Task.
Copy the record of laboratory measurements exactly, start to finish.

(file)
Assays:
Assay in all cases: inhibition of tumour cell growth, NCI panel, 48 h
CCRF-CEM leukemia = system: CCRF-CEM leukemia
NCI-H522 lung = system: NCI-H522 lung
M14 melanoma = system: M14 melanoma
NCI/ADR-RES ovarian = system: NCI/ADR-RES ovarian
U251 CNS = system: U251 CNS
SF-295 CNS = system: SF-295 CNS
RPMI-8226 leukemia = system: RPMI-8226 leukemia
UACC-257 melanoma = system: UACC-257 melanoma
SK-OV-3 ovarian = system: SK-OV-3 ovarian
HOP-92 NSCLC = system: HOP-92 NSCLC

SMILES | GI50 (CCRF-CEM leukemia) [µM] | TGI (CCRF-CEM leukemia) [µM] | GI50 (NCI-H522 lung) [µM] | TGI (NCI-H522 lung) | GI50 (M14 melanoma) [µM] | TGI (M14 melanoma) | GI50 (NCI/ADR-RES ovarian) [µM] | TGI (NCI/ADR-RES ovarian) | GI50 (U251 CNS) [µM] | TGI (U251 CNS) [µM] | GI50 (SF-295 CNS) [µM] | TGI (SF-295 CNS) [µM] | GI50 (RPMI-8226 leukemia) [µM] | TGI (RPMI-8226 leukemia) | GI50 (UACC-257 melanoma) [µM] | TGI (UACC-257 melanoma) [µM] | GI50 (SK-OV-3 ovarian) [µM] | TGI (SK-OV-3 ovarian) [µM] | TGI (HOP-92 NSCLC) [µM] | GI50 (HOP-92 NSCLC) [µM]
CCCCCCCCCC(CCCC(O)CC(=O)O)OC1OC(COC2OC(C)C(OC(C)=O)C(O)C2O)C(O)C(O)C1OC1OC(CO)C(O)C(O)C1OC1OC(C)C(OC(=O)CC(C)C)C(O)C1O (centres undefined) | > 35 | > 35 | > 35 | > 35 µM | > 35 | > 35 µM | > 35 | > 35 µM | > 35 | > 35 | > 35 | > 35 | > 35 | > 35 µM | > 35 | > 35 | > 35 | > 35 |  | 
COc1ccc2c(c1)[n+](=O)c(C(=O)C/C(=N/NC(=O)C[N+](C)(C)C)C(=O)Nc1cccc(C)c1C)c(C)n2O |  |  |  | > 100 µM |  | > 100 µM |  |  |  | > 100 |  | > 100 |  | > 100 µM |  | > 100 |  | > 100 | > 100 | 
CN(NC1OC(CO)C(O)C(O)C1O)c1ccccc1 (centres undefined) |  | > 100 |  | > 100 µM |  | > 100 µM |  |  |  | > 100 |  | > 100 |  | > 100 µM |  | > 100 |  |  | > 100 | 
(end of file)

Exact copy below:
Assays:
Assay in all cases: inhibition of tumour cell growth, NCI panel, 48 h
CCRF-CEM leukemia = system: CCRF-CEM leukemia
NCI-H522 lung = system: NCI-H522 lung
M14 melanoma = system: M14 melanoma
NCI/ADR-RES ovarian = system: NCI/ADR-RES ovarian
U251 CNS = system: U251 CNS
SF-295 CNS = system: SF-295 CNS
RPMI-8226 leukemia = system: RPMI-8226 leukemia
UACC-257 melanoma = system: UACC-257 melanoma
SK-OV-3 ovarian = system: SK-OV-3 ovarian
HOP-92 NSCLC = system: HOP-92 NSCLC

SMILES | GI50 (CCRF-CEM leukemia) [µM] | TGI (CCRF-CEM leukemia) [µM] | GI50 (NCI-H522 lung) [µM] | TGI (NCI-H522 lung) | GI50 (M14 melanoma) [µM] | TGI (M14 melanoma) | GI50 (NCI/ADR-RES ovarian) [µM] | TGI (NCI/ADR-RES ovarian) | GI50 (U251 CNS) [µM] | TGI (U251 CNS) [µM] | GI50 (SF-295 CNS) [µM] | TGI (SF-295 CNS) [µM] | GI50 (RPMI-8226 leukemia) [µM] | TGI (RPMI-8226 leukemia) | GI50 (UACC-257 melanoma) [µM] | TGI (UACC-257 melanoma) [µM] | GI50 (SK-OV-3 ovarian) [µM] | TGI (SK-OV-3 ovarian) [µM] | TGI (HOP-92 NSCLC) [µM] | GI50 (HOP-92 NSCLC) [µM]
CCCCCCCCCC(CCCC(O)CC(=O)O)OC1OC(COC2OC(C)C(OC(C)=O)C(O)C2O)C(O)C(O)C1OC1OC(CO)C(O)C(O)C1OC1OC(C)C(OC(=O)CC(C)C)C(O)C1O (centres undefined) | > 35 | > 35 | > 35 | > 35 µM | > 35 | > 35 µM | > 35 | > 35 µM | > 35 | > 35 | > 35 | > 35 | > 35 | > 35 µM | > 35 | > 35 | > 35 | > 35 |  | 
COc1ccc2c(c1)[n+](=O)c(C(=O)C/C(=N/NC(=O)C[N+](C)(C)C)C(=O)Nc1cccc(C)c1C)c(C)n2O |  |  |  | > 100 µM |  | > 100 µM |  |  |  | > 100 |  | > 100 |  | > 100 µM |  | > 100 |  | > 100 | > 100 | 
CN(NC1OC(CO)C(O)C(O)C1O)c1ccccc1 (centres undefined) |  | > 100 |  | > 100 µM |  | > 100 µM |  |  |  | > 100 |  | > 100 |  | > 100 µM |  | > 100 |  |  | > 100 | 